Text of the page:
|Office of the Attorney General - State of Texas
February 8, 2000
Mr. John Maline
Dear Mr. Maline:
You ask whether certain information is subject to required public disclosure under chapter 552 of the Government Code. Your request was assigned ID# 132813.
The Texas Board of Occupational Therapy Examiners (the "board") received a request for the applications, interview questions, and any system or criteria used in assessing and selecting the best qualified applicant for a supervisor's position with the board. You claim that the requested information may be excepted from disclosure under sections 552.103, 552.117, and 552.122 of the Government Code. However, you have not explained how the exceptions apply to the requested information as required by section 552.301(e).
Section 552.103(a), the "litigation exception," excepts from disclosure information relating to litigation to which the state is or may be a party. The board has the burden of providing relevant facts and documents to show that the section 552.103(a) exception is applicable in a particular situation. The test for meeting this burden is a showing that (1) litigation is pending or reasonably anticipated, and (2) the information at issue is related to that litigation. Heard v. Houston Post Co., 684 S.W.2d 210, 212 (Tex. App.--Houston [1st Dist.] 1984, writ ref'd n.r.e.); Open Records Decision No. 551 at 4 (1990). The board must meet both prongs of this test for information to be excepted under section 552.103(a). Because the board has not explained how section 552.103 is applicable, the board may not withhold the information under section 552.103.
Section 552.117 of the Government Code excepts from required public disclosure the home addresses, telephone numbers, social security numbers, or information revealing whether a public employee has family members of public employees who request that this information be kept confidential under section 552.024. The submitted information does not contain any information protected by section 552.117.
Section 552.122(b) excepts from disclosure test items developed by a licensing agency or governmental body. In Open Records Decision No. 626 (1994), this office determined that the term "test item" in section 552.122 includes any standard means by which an individual's or group's knowledge or ability in a particular area is evaluated, but does not encompass evaluations of an employee's overall job performance or suitability. Whether information falls within the section 552.122 exception must be determined on a case-by-case basis. Open Records Decision No. 626 at 6 (1994). After reviewing the submitted information, we conclude that the submitted information does not test an individual's or group's knowledge or ability in a particular area. Therefore, the board may not withhold the information under section 552.122. Because none of the exceptions the board asserts excepts the information from public disclosure, the board must release the submitted information.
This letter ruling is limited to the particular records at issue in this request and limited to the facts as presented to us; therefore, this ruling must not be relied upon as a previous determination regarding any other records or any other circumstances.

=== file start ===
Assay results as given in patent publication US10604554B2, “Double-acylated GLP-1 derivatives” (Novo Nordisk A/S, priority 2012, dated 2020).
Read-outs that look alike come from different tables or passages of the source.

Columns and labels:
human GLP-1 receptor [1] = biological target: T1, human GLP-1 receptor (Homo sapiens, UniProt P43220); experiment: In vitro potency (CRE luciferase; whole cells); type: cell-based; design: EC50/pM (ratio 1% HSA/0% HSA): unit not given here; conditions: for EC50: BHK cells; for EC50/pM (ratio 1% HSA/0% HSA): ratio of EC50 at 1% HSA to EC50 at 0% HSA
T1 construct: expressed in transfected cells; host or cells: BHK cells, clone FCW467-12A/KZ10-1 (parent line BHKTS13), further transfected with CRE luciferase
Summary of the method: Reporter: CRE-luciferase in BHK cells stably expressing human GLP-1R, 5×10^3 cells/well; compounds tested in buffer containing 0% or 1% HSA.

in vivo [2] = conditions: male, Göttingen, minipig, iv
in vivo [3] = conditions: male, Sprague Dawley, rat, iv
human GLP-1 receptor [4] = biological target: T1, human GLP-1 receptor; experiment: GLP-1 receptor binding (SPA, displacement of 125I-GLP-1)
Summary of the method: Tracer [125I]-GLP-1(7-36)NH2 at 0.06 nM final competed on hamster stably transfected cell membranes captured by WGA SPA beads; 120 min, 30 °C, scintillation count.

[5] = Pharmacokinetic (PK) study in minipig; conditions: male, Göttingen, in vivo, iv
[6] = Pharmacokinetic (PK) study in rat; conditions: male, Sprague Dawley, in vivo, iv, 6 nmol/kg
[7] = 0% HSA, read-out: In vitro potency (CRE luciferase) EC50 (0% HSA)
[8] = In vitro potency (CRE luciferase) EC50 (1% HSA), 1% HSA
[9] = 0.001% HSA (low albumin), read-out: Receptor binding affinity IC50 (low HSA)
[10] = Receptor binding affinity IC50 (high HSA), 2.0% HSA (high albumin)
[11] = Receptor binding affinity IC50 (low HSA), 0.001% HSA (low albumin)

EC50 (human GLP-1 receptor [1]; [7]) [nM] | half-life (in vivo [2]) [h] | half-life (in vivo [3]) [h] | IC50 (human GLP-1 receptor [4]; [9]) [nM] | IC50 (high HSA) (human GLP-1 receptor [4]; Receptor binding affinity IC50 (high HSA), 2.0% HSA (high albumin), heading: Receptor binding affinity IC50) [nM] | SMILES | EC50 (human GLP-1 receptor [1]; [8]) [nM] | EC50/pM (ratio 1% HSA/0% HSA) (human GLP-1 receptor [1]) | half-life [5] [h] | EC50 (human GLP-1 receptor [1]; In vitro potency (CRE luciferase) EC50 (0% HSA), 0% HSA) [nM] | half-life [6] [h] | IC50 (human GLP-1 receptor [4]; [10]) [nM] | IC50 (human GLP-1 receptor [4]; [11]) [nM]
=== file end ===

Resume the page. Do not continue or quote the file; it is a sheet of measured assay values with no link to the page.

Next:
This ruling triggers important deadlines regarding the rights and responsibilities of the governmental body and of the requestor. For example, governmental bodies are prohibited from asking the attorney general to reconsider this ruling. Gov't Code § 552.301(f). If the governmental body wants to challenge this ruling, the governmental body must appeal by filing suit in Travis County within 30 calendar days. Id. § 552.324(b). In order to get the full benefit of such an appeal, the governmental body must file suit within 10 calendar days. Id. § 552.353(b)(3), (c). If the governmental body does not appeal this ruling and the governmental body does not comply with it, then both the requestor and the attorney general have the right to file suit against the governmental body to enforce this ruling. Id. § 552.321(a).
If this ruling requires the governmental body to release all or part of the requested information, the governmental body is responsible for taking the next step. Based on the statute, the attorney general expects that, within 10 calendar days of this ruling, the governmental body will do one of the following three things: 1) release the public records; 2) notify the requestor of the exact day, time, and place that copies of the records will be provided or that the records can be inspected; or 3) notify the requestor of the governmental body's intent to challenge this letter ruling in court. If the governmental body fails to do one of these three things within 10 calendar days of this ruling, then the requestor should report that failure to the attorney general's Open Government Hotline, toll free, at 877/673-6839. The requestor may also file a complaint with the district or county attorney. Id. § 552.3215(e).
If this ruling requires or permits the governmental body to withhold all or some of the requested information, the requestor can appeal that decision by suing the governmental body. Id. § 552.321(a); Texas Dep't of Public Safety v. Gilbreath, 842 S.W.2d 408, 411 (Tex. App.-Austin 1992, no writ).
If the governmental body, the requestor, or any other person has questions or comments about this ruling, they may contact our office. Although there is no statutory deadline for contacting us, the attorney general prefers to receive any comments within 10 calendar days of the date of this ruling.
Ref.: ID# 132813
Encl. Submitted documents
cc: Mr. Jorge Chacon
POST OFFICE BOX 12548, AUSTIN, TEXAS 78711-2548 TEL: (512) 463-2100 WEB: WWW.OAG.STATE.TX.US